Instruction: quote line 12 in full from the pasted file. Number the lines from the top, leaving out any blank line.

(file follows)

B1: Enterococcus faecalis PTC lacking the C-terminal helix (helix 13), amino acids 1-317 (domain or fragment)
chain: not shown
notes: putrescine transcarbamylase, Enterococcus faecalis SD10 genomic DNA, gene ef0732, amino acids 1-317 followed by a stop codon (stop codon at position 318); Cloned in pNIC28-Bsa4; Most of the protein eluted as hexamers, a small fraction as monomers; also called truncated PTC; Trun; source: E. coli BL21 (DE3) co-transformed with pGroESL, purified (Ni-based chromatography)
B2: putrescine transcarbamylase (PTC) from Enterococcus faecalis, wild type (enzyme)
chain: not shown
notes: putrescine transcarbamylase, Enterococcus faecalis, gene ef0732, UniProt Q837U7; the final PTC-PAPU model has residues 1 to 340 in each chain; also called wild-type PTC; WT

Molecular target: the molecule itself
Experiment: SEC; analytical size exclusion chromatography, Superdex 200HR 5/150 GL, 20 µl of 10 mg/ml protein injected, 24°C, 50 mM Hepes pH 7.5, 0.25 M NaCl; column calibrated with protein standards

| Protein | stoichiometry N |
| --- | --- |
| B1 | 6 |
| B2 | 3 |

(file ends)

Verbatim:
| B2 | 3 |